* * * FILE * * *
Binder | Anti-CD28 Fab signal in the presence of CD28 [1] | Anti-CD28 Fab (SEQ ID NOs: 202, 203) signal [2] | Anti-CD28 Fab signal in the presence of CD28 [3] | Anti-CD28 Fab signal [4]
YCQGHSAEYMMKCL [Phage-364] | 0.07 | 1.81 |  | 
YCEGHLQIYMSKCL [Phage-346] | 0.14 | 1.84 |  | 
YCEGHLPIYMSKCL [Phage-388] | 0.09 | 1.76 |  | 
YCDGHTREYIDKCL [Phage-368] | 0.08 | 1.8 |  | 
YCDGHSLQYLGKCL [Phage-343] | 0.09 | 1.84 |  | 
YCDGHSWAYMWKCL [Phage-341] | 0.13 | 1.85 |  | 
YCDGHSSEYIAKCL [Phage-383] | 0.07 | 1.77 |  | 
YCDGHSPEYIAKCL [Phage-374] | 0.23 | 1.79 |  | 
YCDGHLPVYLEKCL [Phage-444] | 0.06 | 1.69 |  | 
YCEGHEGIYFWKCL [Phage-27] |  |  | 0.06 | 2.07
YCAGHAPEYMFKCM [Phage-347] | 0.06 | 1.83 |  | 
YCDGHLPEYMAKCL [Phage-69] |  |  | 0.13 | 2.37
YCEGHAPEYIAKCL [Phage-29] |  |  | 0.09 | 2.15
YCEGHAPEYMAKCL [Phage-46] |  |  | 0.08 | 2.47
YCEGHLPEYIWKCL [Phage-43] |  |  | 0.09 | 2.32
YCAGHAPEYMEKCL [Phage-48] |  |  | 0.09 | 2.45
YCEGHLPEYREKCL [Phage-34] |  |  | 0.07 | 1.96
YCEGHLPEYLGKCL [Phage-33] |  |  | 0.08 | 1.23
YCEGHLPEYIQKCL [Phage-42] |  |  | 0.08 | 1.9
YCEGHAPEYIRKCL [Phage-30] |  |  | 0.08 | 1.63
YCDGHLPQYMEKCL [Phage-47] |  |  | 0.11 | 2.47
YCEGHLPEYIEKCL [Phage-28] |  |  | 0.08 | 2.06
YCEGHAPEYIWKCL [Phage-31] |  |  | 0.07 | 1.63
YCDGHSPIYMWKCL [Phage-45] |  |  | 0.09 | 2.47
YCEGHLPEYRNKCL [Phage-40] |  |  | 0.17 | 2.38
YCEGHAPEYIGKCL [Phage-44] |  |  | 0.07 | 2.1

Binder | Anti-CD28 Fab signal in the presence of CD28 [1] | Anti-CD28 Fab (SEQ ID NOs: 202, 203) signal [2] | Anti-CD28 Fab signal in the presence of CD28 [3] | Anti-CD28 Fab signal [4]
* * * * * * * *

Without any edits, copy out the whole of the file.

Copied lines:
Binder | Anti-CD28 Fab signal in the presence of CD28 [1] | Anti-CD28 Fab (SEQ ID NOs: 202, 203) signal [2] | Anti-CD28 Fab signal in the presence of CD28 [3] | Anti-CD28 Fab signal [4]
YCQGHSAEYMMKCL [Phage-364] | 0.07 | 1.81 |  | 
YCEGHLQIYMSKCL [Phage-346] | 0.14 | 1.84 |  | 
YCEGHLPIYMSKCL [Phage-388] | 0.09 | 1.76 |  | 
YCDGHTREYIDKCL [Phage-368] | 0.08 | 1.8 |  | 
YCDGHSLQYLGKCL [Phage-343] | 0.09 | 1.84 |  | 
YCDGHSWAYMWKCL [Phage-341] | 0.13 | 1.85 |  | 
YCDGHSSEYIAKCL [Phage-383] | 0.07 | 1.77 |  | 
YCDGHSPEYIAKCL [Phage-374] | 0.23 | 1.79 |  | 
YCDGHLPVYLEKCL [Phage-444] | 0.06 | 1.69 |  | 
YCEGHEGIYFWKCL [Phage-27] |  |  | 0.06 | 2.07
YCAGHAPEYMFKCM [Phage-347] | 0.06 | 1.83 |  | 
YCDGHLPEYMAKCL [Phage-69] |  |  | 0.13 | 2.37
YCEGHAPEYIAKCL [Phage-29] |  |  | 0.09 | 2.15
YCEGHAPEYMAKCL [Phage-46] |  |  | 0.08 | 2.47
YCEGHLPEYIWKCL [Phage-43] |  |  | 0.09 | 2.32
YCAGHAPEYMEKCL [Phage-48] |  |  | 0.09 | 2.45
YCEGHLPEYREKCL [Phage-34] |  |  | 0.07 | 1.96
YCEGHLPEYLGKCL [Phage-33] |  |  | 0.08 | 1.23
YCEGHLPEYIQKCL [Phage-42] |  |  | 0.08 | 1.9
YCEGHAPEYIRKCL [Phage-30] |  |  | 0.08 | 1.63
YCDGHLPQYMEKCL [Phage-47] |  |  | 0.11 | 2.47
YCEGHLPEYIEKCL [Phage-28] |  |  | 0.08 | 2.06
YCEGHAPEYIWKCL [Phage-31] |  |  | 0.07 | 1.63
YCDGHSPIYMWKCL [Phage-45] |  |  | 0.09 | 2.47
YCEGHLPEYRNKCL [Phage-40] |  |  | 0.17 | 2.38
YCEGHAPEYIGKCL [Phage-44] |  |  | 0.07 | 2.1

Binder | Anti-CD28 Fab signal in the presence of CD28 [1] | Anti-CD28 Fab (SEQ ID NOs: 202, 203) signal [2] | Anti-CD28 Fab signal in the presence of CD28 [3] | Anti-CD28 Fab signal [4]